Our first amazing girl-led business are the Winners of the 2019 Gender Equality Champions of the Year Prize, the students from Olympic High School in Kenya. This group of girls set up and ran a school business called “Tailala Growers”. This team grows vegetables in recycled tyres, a wonderful initiative to give a purpose to discarded items. They made the decision to use their profits for a worthy cause, as they have been purchasing sanitary towels for girls to ensure they don’t have to skip school due to period poverty.
Registration for this year’s School Enterprise Challenge is NOW OPEN. But hurry, the deadline to sign up is 31st March 2020 so don’t miss out!
2019 was another incredibly successful year for all the teachers and students taking part in the School Enterprise Challenge. Over 71,000 students from 11,000 schools around the world registered to take part in the programme, creating all sorts of businesses. Ranging from a juice bar in Romania to a plant nursery in Pakistan and a mobile banking service in Nigeria we’ve seen young entrepreneurs set up all kinds of sustainable businesses, which demonstrated students’ impressive creativity and determination.
Do YOU want bring the entrepreneurial spirit to your school? Not sure how? The School Enterprise Challenge offers an opportunity for teachers to teach business skills in a practical way and students develop essential life skills such as teamwork, problem solving and leadership at the same time! As one teacher recently put it, “It’s amazing how children grow throughout the process, they learn to be responsible, to resolve problems, and so much more.”
Don’t miss this opportunity, find out more and register on our website! [Deadline 31st March 2020]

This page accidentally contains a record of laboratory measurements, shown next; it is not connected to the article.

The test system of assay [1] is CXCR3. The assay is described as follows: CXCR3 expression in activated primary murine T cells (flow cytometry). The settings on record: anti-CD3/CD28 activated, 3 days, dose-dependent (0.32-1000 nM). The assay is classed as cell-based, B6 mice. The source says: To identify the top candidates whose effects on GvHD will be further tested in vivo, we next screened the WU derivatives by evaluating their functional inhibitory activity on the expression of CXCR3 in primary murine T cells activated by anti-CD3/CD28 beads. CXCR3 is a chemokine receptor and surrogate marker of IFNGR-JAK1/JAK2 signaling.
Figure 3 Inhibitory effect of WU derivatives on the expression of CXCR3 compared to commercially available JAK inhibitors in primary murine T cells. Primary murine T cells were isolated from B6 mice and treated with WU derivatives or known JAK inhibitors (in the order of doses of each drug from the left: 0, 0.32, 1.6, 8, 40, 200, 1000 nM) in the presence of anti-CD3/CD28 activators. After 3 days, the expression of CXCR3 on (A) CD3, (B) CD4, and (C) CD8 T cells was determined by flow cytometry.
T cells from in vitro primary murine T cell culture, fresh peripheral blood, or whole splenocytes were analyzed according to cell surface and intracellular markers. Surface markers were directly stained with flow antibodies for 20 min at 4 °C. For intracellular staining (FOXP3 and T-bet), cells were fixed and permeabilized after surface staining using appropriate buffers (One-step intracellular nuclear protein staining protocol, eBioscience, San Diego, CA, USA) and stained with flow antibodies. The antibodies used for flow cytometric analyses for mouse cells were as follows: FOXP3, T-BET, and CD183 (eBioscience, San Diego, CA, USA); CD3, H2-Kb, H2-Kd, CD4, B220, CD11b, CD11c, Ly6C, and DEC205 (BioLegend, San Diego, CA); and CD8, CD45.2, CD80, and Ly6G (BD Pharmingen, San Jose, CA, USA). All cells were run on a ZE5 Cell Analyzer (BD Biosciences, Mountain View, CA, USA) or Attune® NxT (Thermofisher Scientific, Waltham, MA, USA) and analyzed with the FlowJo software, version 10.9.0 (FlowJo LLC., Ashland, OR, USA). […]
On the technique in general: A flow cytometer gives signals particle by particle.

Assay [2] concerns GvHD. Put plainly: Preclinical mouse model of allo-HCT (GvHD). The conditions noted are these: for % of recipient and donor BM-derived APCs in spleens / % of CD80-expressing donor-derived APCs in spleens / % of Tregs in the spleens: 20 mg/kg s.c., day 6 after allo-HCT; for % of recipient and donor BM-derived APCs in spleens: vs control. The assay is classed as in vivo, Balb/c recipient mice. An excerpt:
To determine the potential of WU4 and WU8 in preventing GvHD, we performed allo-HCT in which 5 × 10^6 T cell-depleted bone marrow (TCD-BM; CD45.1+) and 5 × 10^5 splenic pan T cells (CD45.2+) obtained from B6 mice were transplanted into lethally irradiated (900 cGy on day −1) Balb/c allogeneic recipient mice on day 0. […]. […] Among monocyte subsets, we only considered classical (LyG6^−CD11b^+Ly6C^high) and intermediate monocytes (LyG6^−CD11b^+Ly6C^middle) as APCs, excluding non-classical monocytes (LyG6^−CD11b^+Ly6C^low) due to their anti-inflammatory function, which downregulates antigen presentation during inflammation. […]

Not sure the School Enterprise Challenge is right for you? Need some inspiration? Find out about previous participants and their amazing achievements by clicking here. If you have any questions, please get in touch by emailing us at firstname.lastname@example.org or sending us a WhatsApp message to +44 7722 481841.
Since 2011, thousands of schools around the world have been embracing the School Enterprise Challenge. From a snack stall in Paraguay to tree nurseries in India and home decorations in Rwanda, we’ve seen students and teachers set up all kinds of exciting businesses!
Now, more and more schools are ready to take things further and are asking us how they can start running more than one business at their school.
In this blog article we pick out the 3 key points to successfully running multiple student-led businesses at your school. These tips are based on 2 schools who we know are doing this really well already. If your school is operating more than one business make sure to tell us about it in the comments section at the end. We’d love to hear about it!
Why run multiple businesses at your school?
First things first, it’s important to know the benefits of running multiple businesses at your school. Rashmi Kathuria, a teacher at Kulachi Hansraj Model School in India who has been taking part in the School Enterprise Challenge since 2014, says:
“Running multiple businesses allows teachers to identify different interests and strengths among their students and also creates an opportunity for them to participate in different business functions across different sectors.
Beyond skills, it also allows us to motivate different kinds of students. With a range of businesses you can attract students with a range of interests.”
So, not only will you be able to involve more students and teachers, you’ll be able to give them an even more exciting and complete entrepreneurial experience.